Referring to the Maoist menace in the state, the governor said ‘despite pressure mounted by the rebels, Chhattisgarh has been registering growth in all sectors. This proves that the common man is confident of the security system in the state”.

Source – IANS

REC may borrow up to $1.5 bn next year

One of the two largest lending organizations in the Indian power sector, state-owned Rural Electrification Corp. Ltd (REC), plans to raise up to $1.5 billion (Rs.6,810 crore) through a combination of external commercial borrowings (ECBs) and a corporate bond issue in the next fiscal year, said chairman and managing director J.M. Phatak.

“We plan to start with $1 billion. If we need more money, the borrowing could go up to $1.5 billion,” he said. “ECB is cheaper than corporate bonds. A single $1 billion corporate bond issue could be done in the US as compared to what we do in Singapore and London.”

Together with the Power Finance Corp. Ltd, REC accounts for 60% of all money loaned to the power sector, and has raised around $1 billion in the current fiscal year. Of this, $470 million has been through a syndicated loan and $500 million through a bond issue in the international market.

“We also plan to raise another $200 million before March through a syndicated loan,” said REC’s finance director H.D. Khunteta.

“We want to tap the US markets as well. In the coming financial year, everything depends on market conditions and the cost of borrowing. Everything will be subject to Reserve Bank of India (RBI) approval,” Khunteta said.

In order to access ECBs, REC will have to get permission from the finance ministry and the central bank. According to RBI’s balance of payments data, net ECBs in 2009-10 amounted to $2.5 billion.

REC wants to raise money through this route as it believes that ECBs offer the advantage to reduce interest rates and were attractive even after hedging.

“We have borrowed around $1 billion as ECBs in the current fiscal. We hope to exceed that in the next fiscal. It is cheaper to borrow from overseas,” said Phatak.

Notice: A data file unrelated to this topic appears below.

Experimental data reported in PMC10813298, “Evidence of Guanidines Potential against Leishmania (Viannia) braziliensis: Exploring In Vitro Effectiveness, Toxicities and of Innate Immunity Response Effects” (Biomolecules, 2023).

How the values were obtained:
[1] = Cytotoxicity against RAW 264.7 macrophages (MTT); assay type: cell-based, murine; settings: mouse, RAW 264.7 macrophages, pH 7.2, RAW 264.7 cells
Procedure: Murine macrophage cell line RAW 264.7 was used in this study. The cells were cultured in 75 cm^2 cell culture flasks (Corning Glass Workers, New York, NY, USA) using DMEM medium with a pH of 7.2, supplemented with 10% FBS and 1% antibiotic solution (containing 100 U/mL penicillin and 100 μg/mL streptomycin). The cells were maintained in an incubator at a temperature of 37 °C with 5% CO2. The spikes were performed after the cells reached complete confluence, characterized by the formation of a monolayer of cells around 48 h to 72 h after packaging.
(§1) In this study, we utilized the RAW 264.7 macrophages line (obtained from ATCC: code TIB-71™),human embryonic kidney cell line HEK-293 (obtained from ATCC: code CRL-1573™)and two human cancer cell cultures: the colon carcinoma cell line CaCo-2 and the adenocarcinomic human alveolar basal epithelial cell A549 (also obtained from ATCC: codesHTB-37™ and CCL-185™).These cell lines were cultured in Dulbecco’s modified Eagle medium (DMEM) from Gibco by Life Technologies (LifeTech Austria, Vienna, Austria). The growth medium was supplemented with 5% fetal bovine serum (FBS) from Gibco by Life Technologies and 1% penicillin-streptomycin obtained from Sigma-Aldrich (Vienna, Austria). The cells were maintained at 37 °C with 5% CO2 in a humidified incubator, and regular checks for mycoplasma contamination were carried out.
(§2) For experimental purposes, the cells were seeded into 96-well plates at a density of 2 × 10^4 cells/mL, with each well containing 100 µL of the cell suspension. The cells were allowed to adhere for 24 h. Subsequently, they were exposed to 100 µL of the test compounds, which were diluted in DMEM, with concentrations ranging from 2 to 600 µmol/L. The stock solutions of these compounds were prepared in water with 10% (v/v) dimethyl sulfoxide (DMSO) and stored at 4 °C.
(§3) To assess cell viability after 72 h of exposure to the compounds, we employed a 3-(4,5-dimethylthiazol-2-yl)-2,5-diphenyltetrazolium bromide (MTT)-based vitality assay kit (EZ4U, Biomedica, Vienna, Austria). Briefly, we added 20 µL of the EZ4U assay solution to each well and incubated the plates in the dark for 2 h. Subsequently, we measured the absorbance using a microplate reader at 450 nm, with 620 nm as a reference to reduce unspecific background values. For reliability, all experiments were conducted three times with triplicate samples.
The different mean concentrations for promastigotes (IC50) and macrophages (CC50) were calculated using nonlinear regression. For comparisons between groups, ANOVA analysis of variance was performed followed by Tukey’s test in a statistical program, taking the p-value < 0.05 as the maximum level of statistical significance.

REC has disbursed loans to the tune of Rs.19,000 crore in the current fiscal year and plans to touch the Rs.22,000 crore mark by the end of the fiscal.

It has a total loan portfolio of Rs.70,000 crore and has sanctioned loans worthRs.40,000 crore in the current fiscal year with expectations to end the year atRs.45,000 crore of sanctions.

REC’s need to borrow also stems from the shortage of funds allocated for the power sector. India’s power sector, which is already struggling with funding shortfalls, will need $400 billion of investment during the 12th Five-Year Plan (2012-17).

The government is worried about the funding scarcity facing the power sector, which threatens to worsen an energy deficit that’s seen as a key bottleneck in efforts to sustain and boost economic growth.

Source – livemint

British civil nuclear trade delegation to visit India

Mumbai, A civil nuclear power trade delegation of eight leading UK-based companies, coordinated by the UK Nuclear Industry Association (NIA), will be visiting India next week.

The delegation will be led by UK Business Ambassador Lady Barbara Judge, Director and Former Chairman of the UK Atomic Energy Authority and a member of the UK Nuclear Development Forum, said a spokesperson of British Deputy High Commission.

NIA is a trade association and representative body of UK’s civil nuclear industry.

As a part of the visit, there will be a seminar in Mumbai on “Civil Nuclear Power: Opportunities for UK-India Collaborations” on February 22.

The half-a-day seminar will also explore the possibility of business partnerships.

Indian companies and organisations in the civil nuclear sector ranging from design consultancy, engineering, project management and training, will be attending the seminar.

Source – PTI

600 MW power plant to match steps with state grid soon